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De Quervain's Tendinosis

Tendinosis (or tendonitis) means inflammation of a tendon; De Quervain's tendinosis is the irritation or inflammation of the tendons that run along the base of the thumb. Symptoms include pain and tenderness in the thumb and side of the wrist that can travel up the arm, particularly when gripping or twisting the wrist. Overuse can cause De Quervain's tendinosis, as can pregnancy and its related hormonal changes, and rheumatoid arthritis. This condition is most common in middle-aged women.

Diagnosing De Quervain's Tendinosis

Finkelstein test

To diagnose De Quervain's tendinosis, a physician may ask the patient to place his or her thumb against their hand, making a fist with their fingers closed over the thumb, and then bending the wrist toward the little finger. If the patient has De Quervain's tendinosis, this test is quite painful, causing tendon pain on the thumb side of the wrist.

Treatments for De Quervain's Tendinosis

Bracing/Splinting

A splint, also known as a brace, is a rigid device that holds a body part in place so that it is unable to move. It is usually used as a treatment for a suspected fracture, sprain/ligament damage, or other injury. It can be applied by first responders in the event of trauma. Splints can reduce pain, aid in proper healing, and can also prevent further injury. They can be worn for several days or weeks to hold the body part in place for the duration of healing time.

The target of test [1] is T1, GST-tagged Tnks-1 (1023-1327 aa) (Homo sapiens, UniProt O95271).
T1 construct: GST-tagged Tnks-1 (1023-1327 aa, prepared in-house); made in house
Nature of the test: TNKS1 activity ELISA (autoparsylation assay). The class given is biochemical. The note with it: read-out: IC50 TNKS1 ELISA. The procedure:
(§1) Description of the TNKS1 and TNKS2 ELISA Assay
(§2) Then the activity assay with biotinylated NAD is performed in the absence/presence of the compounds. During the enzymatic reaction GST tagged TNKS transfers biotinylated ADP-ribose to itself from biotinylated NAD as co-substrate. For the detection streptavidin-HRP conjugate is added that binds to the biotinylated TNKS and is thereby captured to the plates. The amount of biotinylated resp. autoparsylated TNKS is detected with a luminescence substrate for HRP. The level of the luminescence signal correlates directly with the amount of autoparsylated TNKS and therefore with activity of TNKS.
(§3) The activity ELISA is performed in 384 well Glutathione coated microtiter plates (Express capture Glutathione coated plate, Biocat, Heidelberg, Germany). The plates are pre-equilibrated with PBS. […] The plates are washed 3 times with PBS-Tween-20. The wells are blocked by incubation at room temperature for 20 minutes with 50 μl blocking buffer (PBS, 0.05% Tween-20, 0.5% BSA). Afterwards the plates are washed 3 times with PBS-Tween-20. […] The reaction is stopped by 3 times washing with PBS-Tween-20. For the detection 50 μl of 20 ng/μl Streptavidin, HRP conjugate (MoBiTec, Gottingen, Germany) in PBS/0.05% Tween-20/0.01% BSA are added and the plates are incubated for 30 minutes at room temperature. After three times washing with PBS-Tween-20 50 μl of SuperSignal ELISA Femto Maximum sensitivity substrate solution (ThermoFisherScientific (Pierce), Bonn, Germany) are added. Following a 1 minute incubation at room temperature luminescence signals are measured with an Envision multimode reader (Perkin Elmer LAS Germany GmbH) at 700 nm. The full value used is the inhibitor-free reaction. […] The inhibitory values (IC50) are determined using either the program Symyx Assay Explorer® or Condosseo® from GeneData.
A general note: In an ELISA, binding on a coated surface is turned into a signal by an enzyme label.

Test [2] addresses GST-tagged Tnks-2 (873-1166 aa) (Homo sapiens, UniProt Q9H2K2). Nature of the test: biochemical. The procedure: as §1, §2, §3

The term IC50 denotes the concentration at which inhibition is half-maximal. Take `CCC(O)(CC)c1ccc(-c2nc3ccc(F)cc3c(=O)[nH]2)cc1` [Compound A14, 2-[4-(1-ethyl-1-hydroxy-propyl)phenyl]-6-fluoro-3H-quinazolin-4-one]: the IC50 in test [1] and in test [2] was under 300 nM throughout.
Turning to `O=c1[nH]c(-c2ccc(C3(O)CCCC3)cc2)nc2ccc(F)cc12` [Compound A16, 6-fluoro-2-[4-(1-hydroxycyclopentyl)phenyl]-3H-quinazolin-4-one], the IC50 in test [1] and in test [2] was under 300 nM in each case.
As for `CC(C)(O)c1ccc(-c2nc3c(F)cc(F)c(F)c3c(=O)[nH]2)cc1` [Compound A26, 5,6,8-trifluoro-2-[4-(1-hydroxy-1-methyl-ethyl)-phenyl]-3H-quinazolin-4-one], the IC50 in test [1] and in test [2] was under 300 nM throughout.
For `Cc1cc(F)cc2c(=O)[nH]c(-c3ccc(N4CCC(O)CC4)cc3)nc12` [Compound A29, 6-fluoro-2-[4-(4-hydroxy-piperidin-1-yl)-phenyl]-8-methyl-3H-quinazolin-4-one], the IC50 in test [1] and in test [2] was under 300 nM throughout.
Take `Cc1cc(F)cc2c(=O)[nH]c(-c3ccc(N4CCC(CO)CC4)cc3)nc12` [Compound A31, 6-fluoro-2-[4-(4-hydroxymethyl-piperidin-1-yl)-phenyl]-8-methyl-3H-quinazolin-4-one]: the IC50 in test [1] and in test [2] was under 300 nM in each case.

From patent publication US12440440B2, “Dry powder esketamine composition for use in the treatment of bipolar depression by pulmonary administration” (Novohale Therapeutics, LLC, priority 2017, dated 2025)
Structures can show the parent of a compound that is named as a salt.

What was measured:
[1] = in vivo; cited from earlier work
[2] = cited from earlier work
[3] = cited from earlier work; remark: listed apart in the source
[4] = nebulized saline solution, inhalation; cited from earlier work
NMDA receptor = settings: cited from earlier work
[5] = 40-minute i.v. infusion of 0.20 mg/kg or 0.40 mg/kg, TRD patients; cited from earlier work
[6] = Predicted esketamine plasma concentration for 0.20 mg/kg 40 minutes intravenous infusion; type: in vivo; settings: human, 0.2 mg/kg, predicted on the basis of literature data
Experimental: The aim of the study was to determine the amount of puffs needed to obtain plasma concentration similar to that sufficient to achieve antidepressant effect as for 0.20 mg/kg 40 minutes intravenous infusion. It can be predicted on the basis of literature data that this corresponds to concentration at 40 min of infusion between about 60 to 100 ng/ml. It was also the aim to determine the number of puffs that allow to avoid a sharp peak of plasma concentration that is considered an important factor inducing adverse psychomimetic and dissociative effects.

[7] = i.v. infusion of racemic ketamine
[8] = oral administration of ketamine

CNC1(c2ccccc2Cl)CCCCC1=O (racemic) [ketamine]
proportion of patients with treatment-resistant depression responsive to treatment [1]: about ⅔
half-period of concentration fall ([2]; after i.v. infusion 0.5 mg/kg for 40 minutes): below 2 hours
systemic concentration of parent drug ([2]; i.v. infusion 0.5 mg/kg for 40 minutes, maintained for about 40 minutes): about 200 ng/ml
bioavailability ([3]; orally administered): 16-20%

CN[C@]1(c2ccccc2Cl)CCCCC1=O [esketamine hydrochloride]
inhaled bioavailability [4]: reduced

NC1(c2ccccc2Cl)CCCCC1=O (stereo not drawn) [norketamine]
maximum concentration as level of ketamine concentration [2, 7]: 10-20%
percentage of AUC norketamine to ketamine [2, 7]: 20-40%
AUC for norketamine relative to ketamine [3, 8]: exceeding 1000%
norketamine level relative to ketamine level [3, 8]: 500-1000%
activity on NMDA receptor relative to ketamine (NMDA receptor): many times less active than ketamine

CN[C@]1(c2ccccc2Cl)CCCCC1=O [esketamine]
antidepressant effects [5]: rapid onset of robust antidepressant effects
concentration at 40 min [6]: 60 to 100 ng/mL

Nonsteroidal anti-inflammatory drugs (NSAIDs)

A class of medications, including but not limited to aspirin, naproxen, and ibuprofen, that are used for reducing pain and redness, swelling, and heat (inflammation) in arthritis and other painful inflammatory disorders.

Activity Modification

Physicians may prescribe general lifestyle changes to a patient, in order to help relieve the symptoms of their condition and improve their overall physical function and well-being. Depending on the medical condition being treated, activity modification may include: decreasing or increasing one's level of physical activity; added rest; beginning a new activity or exercise program; changing sleep habits; or modifying one's physical environment at home, in their vehicle, or at work.

Corticosteroid injections

Also known as cortisone shots, these are injections that may help relieve pain and inflammation in a specific area of the body. Cortisone shots are most commonly given into joints — such as the ankle, elbow, hip, knee, shoulder, spine, and wrist.

Surgery for De Quervain's Tendinosis

This procedure is an option for patients with severe cases of De Quervain's Tendinosis, or whose symptoms do not improve. The goal of the surgery is to open the thumb compartment (covering) to make more room for the irritated tendons. Normal use of the hand usually can be resumed once comfort and strength have returned.

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